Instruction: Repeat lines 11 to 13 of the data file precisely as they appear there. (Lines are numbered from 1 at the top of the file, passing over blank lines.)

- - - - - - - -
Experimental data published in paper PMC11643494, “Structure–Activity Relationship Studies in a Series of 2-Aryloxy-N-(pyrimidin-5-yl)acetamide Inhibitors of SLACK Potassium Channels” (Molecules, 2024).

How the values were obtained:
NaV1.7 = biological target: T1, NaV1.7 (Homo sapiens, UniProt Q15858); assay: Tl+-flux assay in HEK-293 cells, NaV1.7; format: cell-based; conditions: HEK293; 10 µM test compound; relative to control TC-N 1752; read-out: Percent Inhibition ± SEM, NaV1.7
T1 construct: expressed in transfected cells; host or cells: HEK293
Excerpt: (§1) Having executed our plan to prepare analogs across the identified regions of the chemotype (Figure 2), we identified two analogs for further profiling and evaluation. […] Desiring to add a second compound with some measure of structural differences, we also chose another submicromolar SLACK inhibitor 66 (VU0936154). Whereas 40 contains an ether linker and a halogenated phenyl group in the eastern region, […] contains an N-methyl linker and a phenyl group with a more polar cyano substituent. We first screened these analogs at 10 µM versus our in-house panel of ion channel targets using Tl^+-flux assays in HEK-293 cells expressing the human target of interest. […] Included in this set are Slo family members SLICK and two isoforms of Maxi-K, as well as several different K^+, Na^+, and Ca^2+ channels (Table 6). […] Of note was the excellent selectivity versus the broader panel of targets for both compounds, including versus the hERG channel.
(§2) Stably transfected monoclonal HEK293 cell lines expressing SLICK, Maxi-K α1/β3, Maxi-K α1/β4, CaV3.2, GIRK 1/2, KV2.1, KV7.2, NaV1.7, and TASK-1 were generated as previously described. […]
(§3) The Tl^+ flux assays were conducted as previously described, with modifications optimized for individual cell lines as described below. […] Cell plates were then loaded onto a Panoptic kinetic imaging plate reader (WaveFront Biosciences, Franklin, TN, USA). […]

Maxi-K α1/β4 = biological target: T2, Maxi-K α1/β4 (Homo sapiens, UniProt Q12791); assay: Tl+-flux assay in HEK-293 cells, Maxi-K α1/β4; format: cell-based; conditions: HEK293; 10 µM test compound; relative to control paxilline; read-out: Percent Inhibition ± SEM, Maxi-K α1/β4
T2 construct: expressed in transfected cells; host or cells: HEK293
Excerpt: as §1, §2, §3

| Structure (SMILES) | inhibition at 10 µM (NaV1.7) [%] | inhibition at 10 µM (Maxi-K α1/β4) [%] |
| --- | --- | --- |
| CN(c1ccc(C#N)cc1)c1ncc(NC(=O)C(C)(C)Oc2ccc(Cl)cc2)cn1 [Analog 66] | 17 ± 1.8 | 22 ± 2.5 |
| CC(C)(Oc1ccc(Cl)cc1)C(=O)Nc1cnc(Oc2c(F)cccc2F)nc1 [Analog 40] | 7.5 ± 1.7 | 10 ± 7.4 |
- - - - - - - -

| Structure (SMILES) | inhibition at 10 µM (NaV1.7) [%] | inhibition at 10 µM (Maxi-K α1/β4) [%] |
| --- | --- | --- |
| CN(c1ccc(C#N)cc1)c1ncc(NC(=O)C(C)(C)Oc2ccc(Cl)cc2)cn1 [Analog 66] | 17 ± 1.8 | 22 ± 2.5 |